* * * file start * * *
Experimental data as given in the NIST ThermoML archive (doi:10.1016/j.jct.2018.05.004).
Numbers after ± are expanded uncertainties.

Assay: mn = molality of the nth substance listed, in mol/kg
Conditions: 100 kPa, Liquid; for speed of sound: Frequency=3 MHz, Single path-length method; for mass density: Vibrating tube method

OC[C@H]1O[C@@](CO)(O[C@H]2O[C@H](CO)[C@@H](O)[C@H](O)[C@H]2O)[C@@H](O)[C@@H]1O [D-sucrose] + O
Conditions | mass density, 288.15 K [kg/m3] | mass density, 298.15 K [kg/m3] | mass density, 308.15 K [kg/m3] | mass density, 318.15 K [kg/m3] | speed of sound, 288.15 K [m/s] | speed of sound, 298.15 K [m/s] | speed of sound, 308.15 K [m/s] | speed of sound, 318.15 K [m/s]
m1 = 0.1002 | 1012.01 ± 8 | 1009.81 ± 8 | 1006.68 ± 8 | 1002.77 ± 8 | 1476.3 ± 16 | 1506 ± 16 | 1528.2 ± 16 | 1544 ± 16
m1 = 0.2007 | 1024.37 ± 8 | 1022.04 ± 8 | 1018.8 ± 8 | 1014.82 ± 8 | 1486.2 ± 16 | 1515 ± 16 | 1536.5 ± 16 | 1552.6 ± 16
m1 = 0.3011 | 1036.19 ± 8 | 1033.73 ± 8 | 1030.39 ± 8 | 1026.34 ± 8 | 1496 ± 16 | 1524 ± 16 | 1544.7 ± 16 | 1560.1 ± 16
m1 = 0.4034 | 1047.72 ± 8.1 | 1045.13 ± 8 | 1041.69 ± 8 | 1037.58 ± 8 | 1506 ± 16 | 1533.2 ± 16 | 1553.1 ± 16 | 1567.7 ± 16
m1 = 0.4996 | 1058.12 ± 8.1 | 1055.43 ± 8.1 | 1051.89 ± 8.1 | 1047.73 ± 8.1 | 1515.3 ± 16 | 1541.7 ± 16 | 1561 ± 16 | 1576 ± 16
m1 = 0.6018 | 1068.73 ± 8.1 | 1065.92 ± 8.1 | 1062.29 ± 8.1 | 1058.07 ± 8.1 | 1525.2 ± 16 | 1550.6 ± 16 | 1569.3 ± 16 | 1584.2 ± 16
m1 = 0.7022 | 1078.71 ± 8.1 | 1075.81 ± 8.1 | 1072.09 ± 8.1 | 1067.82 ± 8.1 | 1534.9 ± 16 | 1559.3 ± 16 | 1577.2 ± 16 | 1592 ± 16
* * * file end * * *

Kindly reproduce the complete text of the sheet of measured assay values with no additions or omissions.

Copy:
Experimental data as given in the NIST ThermoML archive (doi:10.1016/j.jct.2018.05.004).
Numbers after ± are expanded uncertainties.

Assay: mn = molality of the nth substance listed, in mol/kg
Conditions: 100 kPa, Liquid; for speed of sound: Frequency=3 MHz, Single path-length method; for mass density: Vibrating tube method

OC[C@H]1O[C@@](CO)(O[C@H]2O[C@H](CO)[C@@H](O)[C@H](O)[C@H]2O)[C@@H](O)[C@@H]1O [D-sucrose] + O
Conditions | mass density, 288.15 K [kg/m3] | mass density, 298.15 K [kg/m3] | mass density, 308.15 K [kg/m3] | mass density, 318.15 K [kg/m3] | speed of sound, 288.15 K [m/s] | speed of sound, 298.15 K [m/s] | speed of sound, 308.15 K [m/s] | speed of sound, 318.15 K [m/s]
m1 = 0.1002 | 1012.01 ± 8 | 1009.81 ± 8 | 1006.68 ± 8 | 1002.77 ± 8 | 1476.3 ± 16 | 1506 ± 16 | 1528.2 ± 16 | 1544 ± 16
m1 = 0.2007 | 1024.37 ± 8 | 1022.04 ± 8 | 1018.8 ± 8 | 1014.82 ± 8 | 1486.2 ± 16 | 1515 ± 16 | 1536.5 ± 16 | 1552.6 ± 16
m1 = 0.3011 | 1036.19 ± 8 | 1033.73 ± 8 | 1030.39 ± 8 | 1026.34 ± 8 | 1496 ± 16 | 1524 ± 16 | 1544.7 ± 16 | 1560.1 ± 16
m1 = 0.4034 | 1047.72 ± 8.1 | 1045.13 ± 8 | 1041.69 ± 8 | 1037.58 ± 8 | 1506 ± 16 | 1533.2 ± 16 | 1553.1 ± 16 | 1567.7 ± 16
m1 = 0.4996 | 1058.12 ± 8.1 | 1055.43 ± 8.1 | 1051.89 ± 8.1 | 1047.73 ± 8.1 | 1515.3 ± 16 | 1541.7 ± 16 | 1561 ± 16 | 1576 ± 16
m1 = 0.6018 | 1068.73 ± 8.1 | 1065.92 ± 8.1 | 1062.29 ± 8.1 | 1058.07 ± 8.1 | 1525.2 ± 16 | 1550.6 ± 16 | 1569.3 ± 16 | 1584.2 ± 16
m1 = 0.7022 | 1078.71 ± 8.1 | 1075.81 ± 8.1 | 1072.09 ± 8.1 | 1067.82 ± 8.1 | 1534.9 ± 16 | 1559.3 ± 16 | 1577.2 ± 16 | 1592 ± 16